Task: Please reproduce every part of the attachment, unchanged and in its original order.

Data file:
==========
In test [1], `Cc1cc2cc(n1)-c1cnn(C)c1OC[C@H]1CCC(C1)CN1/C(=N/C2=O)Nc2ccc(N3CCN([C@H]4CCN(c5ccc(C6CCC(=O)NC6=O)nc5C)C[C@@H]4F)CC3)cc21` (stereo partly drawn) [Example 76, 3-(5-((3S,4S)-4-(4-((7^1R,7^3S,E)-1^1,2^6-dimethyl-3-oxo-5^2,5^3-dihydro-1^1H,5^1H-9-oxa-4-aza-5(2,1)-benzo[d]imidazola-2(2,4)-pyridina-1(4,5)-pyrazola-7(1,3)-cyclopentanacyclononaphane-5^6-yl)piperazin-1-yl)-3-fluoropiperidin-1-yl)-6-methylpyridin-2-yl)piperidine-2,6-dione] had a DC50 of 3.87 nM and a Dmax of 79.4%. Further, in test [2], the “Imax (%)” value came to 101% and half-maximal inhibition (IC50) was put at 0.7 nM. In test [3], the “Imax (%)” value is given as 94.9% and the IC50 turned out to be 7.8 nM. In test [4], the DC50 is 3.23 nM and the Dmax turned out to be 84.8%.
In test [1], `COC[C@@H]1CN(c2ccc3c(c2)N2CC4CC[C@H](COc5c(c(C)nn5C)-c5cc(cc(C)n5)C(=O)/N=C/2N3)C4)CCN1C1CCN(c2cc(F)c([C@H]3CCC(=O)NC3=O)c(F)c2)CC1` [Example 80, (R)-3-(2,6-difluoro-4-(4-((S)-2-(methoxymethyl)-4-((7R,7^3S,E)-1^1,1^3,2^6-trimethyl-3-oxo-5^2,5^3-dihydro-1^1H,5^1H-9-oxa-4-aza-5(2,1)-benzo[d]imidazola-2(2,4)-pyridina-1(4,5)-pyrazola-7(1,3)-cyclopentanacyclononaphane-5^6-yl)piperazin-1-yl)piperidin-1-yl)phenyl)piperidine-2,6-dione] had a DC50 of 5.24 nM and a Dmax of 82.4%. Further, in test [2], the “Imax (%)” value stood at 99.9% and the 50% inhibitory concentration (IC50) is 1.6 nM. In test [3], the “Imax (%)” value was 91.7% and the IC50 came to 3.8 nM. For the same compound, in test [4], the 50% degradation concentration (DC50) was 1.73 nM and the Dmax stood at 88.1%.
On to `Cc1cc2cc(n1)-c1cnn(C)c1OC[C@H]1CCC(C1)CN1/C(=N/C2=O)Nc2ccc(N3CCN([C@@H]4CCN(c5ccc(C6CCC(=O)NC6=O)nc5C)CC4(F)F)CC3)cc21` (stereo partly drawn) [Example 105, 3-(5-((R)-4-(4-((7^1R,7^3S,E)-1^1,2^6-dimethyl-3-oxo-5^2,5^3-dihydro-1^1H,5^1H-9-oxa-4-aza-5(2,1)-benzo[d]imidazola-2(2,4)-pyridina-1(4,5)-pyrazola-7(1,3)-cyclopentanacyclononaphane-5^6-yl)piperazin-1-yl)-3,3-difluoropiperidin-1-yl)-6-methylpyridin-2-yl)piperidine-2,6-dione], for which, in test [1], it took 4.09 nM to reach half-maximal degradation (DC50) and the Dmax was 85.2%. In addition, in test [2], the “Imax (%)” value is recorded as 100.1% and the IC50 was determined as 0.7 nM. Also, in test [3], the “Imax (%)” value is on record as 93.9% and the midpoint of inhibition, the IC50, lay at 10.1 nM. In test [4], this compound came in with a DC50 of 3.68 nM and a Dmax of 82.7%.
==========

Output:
In test [1], `Cc1cc2cc(n1)-c1cnn(C)c1OC[C@H]1CCC(C1)CN1/C(=N/C2=O)Nc2ccc(N3CCN([C@H]4CCN(c5ccc(C6CCC(=O)NC6=O)nc5C)C[C@@H]4F)CC3)cc21` (stereo partly drawn) [Example 76, 3-(5-((3S,4S)-4-(4-((7^1R,7^3S,E)-1^1,2^6-dimethyl-3-oxo-5^2,5^3-dihydro-1^1H,5^1H-9-oxa-4-aza-5(2,1)-benzo[d]imidazola-2(2,4)-pyridina-1(4,5)-pyrazola-7(1,3)-cyclopentanacyclononaphane-5^6-yl)piperazin-1-yl)-3-fluoropiperidin-1-yl)-6-methylpyridin-2-yl)piperidine-2,6-dione] had a DC50 of 3.87 nM and a Dmax of 79.4%. Further, in test [2], the “Imax (%)” value came to 101% and half-maximal inhibition (IC50) was put at 0.7 nM. In test [3], the “Imax (%)” value is given as 94.9% and the IC50 turned out to be 7.8 nM. In test [4], the DC50 is 3.23 nM and the Dmax turned out to be 84.8%.
In test [1], `COC[C@@H]1CN(c2ccc3c(c2)N2CC4CC[C@H](COc5c(c(C)nn5C)-c5cc(cc(C)n5)C(=O)/N=C/2N3)C4)CCN1C1CCN(c2cc(F)c([C@H]3CCC(=O)NC3=O)c(F)c2)CC1` [Example 80, (R)-3-(2,6-difluoro-4-(4-((S)-2-(methoxymethyl)-4-((7R,7^3S,E)-1^1,1^3,2^6-trimethyl-3-oxo-5^2,5^3-dihydro-1^1H,5^1H-9-oxa-4-aza-5(2,1)-benzo[d]imidazola-2(2,4)-pyridina-1(4,5)-pyrazola-7(1,3)-cyclopentanacyclononaphane-5^6-yl)piperazin-1-yl)piperidin-1-yl)phenyl)piperidine-2,6-dione] had a DC50 of 5.24 nM and a Dmax of 82.4%. Further, in test [2], the “Imax (%)” value stood at 99.9% and the 50% inhibitory concentration (IC50) is 1.6 nM. In test [3], the “Imax (%)” value was 91.7% and the IC50 came to 3.8 nM. For the same compound, in test [4], the 50% degradation concentration (DC50) was 1.73 nM and the Dmax stood at 88.1%.
On to `Cc1cc2cc(n1)-c1cnn(C)c1OC[C@H]1CCC(C1)CN1/C(=N/C2=O)Nc2ccc(N3CCN([C@@H]4CCN(c5ccc(C6CCC(=O)NC6=O)nc5C)CC4(F)F)CC3)cc21` (stereo partly drawn) [Example 105, 3-(5-((R)-4-(4-((7^1R,7^3S,E)-1^1,2^6-dimethyl-3-oxo-5^2,5^3-dihydro-1^1H,5^1H-9-oxa-4-aza-5(2,1)-benzo[d]imidazola-2(2,4)-pyridina-1(4,5)-pyrazola-7(1,3)-cyclopentanacyclononaphane-5^6-yl)piperazin-1-yl)-3,3-difluoropiperidin-1-yl)-6-methylpyridin-2-yl)piperidine-2,6-dione], for which, in test [1], it took 4.09 nM to reach half-maximal degradation (DC50) and the Dmax was 85.2%. In addition, in test [2], the “Imax (%)” value is recorded as 100.1% and the IC50 was determined as 0.7 nM. Also, in test [3], the “Imax (%)” value is on record as 93.9% and the midpoint of inhibition, the IC50, lay at 10.1 nM. In test [4], this compound came in with a DC50 of 3.68 nM and a Dmax of 82.7%.